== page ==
The Office of the Provost coordinates eight awards that recognize faculty excellence in research, teaching and service to the University; signal milestone accomplishments and contributions across the disciplines; and celebrate outstanding members of the Notre Dame community. Faculty, academic staff and students can nominate a faculty member for any of these awards. Nominations are open through Monday, March 4.


Deadlines or Registrations

HR Workshop: Multipliers by Franklin Covey
The best leaders are multipliers who bring out the capabilities in others. Based on the book “Multipliers” by Liz Wiseman, you will discover how to become a multiplier and deliver higher performance by accessing and growing the capabilities of the people around you. Lunch is provided. Enroll through Thursday, Feb. 29, via Endeavor. Open to managers and supervisors.
Monday, March 4; 8:30 a.m. to 4:30 p.m. in Ballroom A (Smith Ballroom), Morris Inn

Summus Master Class — “Thriving Through Menopause and Beyond: Part I — The Power of Lifestyle Medicine in Menopause”
Tuesday, March 5; noon to 12:30 p.m. virtually

Connections Series: “Connect with the Ethics Initiative”
The Connections Series is devoted to promoting interdisciplinary community and collaboration, with a focus this year on Notre Dame’s strategic framework and its University-wide initiatives. This event will include a short program featuring the director of the Ethics Initiative and the opportunity for Q&A, as well as fellowship and conversation with your colleagues. Register online.
Tuesday, March 5; 4:30 to 6 p.m. in the Smith Ballroom, Morris Inn

Notre Dame Advising Network Conference
The Center for University Advising and ND Advising Network invite advising and student success professionals of all kinds to their inaugural one-day conference, “Spring Forward: Transforming the Advising Landscape.” Susan Blum of the Department of Anthropology and James Lang of the Kaneb Center will offer keynote addresses. Breakfast, lunch, afternoon stress-buster and reception included. Register by Friday, March 1.
Tuesday, March 5; 8 a.m. to 5:30 p.m. in McKenna Hall


Diversity, Equity and Inclusion

International Student Global Unity Showcase
Join in for an evening of vibrant performances, delectable international cuisine and engaging cultural exhibitions. It’s more than just an event — it’s a celebration of unity, understanding and the strength that comes from embracing our differences. Hosted by the International Engagement and Outreach Department of ND’s Student Government. Registration and nomination information online.
Monday, Feb. 26; 6 to 8 p.m. in the Jordan Auditorium, Mendoza College of Business

GreeNDot Bystander Intervention Training (for Faculty and Staff)
GreeNDot is a bystander intervention training program that builds a community of safety and respect where all belong, human dignity is protected and common good is promoted through the prevention of harm to others. Register by Wednesday, Feb. 28, and become a certified bystander at the next training session. Lunch will be provided.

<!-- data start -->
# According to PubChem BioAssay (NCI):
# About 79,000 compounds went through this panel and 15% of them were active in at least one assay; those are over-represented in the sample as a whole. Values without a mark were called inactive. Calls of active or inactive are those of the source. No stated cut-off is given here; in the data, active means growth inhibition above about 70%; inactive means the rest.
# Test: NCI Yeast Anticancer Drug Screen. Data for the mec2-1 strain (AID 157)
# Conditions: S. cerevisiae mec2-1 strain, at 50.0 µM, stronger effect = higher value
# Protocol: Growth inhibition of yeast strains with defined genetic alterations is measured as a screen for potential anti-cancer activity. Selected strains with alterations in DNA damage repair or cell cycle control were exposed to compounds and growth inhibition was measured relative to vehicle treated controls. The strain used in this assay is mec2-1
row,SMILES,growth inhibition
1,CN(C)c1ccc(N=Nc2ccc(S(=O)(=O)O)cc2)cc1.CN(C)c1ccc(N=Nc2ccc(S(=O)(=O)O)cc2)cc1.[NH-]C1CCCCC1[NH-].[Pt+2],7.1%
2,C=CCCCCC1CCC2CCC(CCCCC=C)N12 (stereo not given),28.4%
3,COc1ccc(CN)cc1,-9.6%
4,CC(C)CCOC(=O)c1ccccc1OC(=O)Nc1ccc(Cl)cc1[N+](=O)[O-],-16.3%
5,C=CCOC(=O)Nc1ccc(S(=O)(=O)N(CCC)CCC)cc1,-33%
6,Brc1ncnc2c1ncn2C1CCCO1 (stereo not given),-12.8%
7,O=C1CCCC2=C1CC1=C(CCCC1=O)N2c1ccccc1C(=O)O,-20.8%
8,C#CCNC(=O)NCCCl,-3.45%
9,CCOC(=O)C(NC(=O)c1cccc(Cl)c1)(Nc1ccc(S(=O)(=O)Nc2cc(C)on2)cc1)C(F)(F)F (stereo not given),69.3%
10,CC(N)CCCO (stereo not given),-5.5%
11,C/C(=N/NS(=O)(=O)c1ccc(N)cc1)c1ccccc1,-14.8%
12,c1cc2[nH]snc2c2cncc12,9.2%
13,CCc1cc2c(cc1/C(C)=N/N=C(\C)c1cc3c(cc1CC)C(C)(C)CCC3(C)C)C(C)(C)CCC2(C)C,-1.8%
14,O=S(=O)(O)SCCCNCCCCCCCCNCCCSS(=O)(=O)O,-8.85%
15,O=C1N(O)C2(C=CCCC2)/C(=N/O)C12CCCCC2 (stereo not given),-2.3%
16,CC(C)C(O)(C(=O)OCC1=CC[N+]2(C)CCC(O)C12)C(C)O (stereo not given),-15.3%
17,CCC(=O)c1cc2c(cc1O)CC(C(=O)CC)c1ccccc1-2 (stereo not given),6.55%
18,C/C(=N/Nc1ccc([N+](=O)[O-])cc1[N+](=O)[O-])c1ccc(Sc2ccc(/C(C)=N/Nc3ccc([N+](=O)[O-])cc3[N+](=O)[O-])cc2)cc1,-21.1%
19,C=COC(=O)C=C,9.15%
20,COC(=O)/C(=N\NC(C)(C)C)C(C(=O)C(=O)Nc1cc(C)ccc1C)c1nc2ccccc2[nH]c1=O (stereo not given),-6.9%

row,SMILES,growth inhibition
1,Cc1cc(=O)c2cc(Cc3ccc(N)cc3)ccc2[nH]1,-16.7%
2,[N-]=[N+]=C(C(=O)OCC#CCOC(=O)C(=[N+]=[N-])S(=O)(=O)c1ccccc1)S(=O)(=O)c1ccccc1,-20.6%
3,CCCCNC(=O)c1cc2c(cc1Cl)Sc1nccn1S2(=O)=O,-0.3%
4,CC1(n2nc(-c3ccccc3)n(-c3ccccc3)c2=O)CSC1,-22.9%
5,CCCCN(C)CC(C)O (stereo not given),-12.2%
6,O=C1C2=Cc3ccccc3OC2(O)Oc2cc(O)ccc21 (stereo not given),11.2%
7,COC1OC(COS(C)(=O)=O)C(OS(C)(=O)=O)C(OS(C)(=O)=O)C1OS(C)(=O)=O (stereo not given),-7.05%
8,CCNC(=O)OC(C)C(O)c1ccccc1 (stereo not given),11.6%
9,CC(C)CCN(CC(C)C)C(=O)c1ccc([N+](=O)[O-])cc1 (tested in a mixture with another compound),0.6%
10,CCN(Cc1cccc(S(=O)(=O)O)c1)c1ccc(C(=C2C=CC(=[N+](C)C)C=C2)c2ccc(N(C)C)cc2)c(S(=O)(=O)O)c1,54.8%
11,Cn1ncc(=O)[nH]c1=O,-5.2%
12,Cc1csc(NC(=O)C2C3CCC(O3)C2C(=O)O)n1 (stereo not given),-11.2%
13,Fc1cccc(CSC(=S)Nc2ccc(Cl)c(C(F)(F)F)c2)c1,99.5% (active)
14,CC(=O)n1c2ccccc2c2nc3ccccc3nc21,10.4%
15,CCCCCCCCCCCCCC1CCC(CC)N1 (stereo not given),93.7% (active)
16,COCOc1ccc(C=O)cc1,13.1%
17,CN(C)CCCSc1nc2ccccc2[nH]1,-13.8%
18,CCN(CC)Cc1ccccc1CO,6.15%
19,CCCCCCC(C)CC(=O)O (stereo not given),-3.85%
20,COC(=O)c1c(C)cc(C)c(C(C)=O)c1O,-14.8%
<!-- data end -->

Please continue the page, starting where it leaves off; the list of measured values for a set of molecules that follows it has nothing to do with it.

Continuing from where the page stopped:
Thursday, Feb. 29; noon to 4 p.m. with a location TBD

Black Domers 2
The Black Alumni of Notre Dame and ThinkND invite you to explore experiences of Black alumni and students, imagine the future of social justice, convene Black entrepreneurial and business trailblazers, nurture Black well-being and cultivate Black spirituality.
Thursday, Feb. 29; 7 to 8 p.m. virtually 


Educational and Research Opportunities

Hesburgh Libraries and Navari Family Center for Digital Scholarship Workshops:
Click on each workshop to see more details and to register.
·
Graduate School Selection
Want to know more about potential graduate programs and the research they produce? Use bibliographic database(s) to determine which institutions are doing research that matches your passions and who is doing that research.
Tuesday, Feb. 27; 9:15 to 10:15 a.m. in the Navari Family Center for Digital Scholarship (Room 247), Hesburgh Library
· Topic Modeling Against a Corpora
Topic modeling is a process of analyzing a collection of texts to better understand the collection as a whole. This process can be useful for identifying genres, authors or subjects in a body of literature. This hands-on workshop will demonstrate and facilitate the use of a free Java-based program called Topic Modeling Tool.
Tuesday, Feb. 27; 11 a.m. to noon in the Navari Family Center for Digital Scholarship (Room 247), Hesburgh Library
· RefWorks — Managing Citations for Research
This workshop will review the basics of citation managers, identify some of the more common citation managers, practice importing citations from a few databases (such as Google Scholar and Web of Science), show how to identify when you have missing data in your citation and show how to create endnotes.